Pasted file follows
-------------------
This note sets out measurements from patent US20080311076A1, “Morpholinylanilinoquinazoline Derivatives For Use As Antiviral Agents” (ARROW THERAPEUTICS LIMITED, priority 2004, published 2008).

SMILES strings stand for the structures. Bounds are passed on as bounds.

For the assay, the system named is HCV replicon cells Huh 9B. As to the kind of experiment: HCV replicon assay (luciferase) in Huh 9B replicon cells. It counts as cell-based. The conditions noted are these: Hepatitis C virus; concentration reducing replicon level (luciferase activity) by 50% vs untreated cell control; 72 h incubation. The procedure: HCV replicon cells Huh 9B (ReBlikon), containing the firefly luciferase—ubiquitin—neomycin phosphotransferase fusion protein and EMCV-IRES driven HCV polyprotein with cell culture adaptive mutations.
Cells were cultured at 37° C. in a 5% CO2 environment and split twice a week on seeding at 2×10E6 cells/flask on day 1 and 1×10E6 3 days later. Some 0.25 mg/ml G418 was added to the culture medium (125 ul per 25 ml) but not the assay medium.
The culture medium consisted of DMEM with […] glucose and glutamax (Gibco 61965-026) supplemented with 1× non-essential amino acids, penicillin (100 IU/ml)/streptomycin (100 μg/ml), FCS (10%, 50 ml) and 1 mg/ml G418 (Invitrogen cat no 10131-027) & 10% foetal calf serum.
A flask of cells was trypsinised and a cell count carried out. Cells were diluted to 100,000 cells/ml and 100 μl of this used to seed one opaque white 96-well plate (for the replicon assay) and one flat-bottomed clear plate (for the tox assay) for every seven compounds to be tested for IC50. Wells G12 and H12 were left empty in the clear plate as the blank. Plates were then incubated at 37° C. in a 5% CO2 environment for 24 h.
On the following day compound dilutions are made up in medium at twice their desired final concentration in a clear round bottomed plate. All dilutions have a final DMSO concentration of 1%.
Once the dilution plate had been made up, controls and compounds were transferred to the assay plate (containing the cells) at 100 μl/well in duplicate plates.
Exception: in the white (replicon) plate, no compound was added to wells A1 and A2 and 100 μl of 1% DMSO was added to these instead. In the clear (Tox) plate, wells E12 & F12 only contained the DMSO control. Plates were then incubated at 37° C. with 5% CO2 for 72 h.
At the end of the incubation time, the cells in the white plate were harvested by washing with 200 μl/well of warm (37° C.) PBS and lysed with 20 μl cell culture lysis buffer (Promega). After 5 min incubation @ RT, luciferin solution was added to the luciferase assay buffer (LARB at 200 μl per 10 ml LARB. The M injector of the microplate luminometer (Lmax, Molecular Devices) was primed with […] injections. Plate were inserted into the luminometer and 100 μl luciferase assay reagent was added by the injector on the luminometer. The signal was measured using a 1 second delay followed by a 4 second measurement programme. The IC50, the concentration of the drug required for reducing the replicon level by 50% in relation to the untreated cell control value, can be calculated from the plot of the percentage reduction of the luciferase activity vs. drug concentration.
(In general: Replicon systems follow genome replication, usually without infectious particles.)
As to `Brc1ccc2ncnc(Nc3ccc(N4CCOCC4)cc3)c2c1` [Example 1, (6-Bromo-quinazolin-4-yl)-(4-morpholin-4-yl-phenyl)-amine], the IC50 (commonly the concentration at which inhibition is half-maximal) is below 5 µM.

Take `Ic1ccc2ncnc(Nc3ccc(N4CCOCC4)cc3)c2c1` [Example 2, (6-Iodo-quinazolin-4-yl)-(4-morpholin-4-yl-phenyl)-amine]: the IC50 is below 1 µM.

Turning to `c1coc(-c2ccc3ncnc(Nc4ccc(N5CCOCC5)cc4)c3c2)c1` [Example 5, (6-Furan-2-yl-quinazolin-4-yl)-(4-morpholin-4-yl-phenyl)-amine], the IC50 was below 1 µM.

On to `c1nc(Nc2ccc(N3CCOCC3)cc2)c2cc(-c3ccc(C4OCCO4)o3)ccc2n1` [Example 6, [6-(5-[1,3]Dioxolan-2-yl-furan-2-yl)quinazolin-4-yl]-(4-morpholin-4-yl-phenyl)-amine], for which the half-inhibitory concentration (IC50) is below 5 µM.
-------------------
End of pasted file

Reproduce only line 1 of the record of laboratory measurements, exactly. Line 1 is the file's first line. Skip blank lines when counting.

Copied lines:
This note sets out measurements from patent US20080311076A1, “Morpholinylanilinoquinazoline Derivatives For Use As Antiviral Agents” (ARROW THERAPEUTICS LIMITED, priority 2004, published 2008).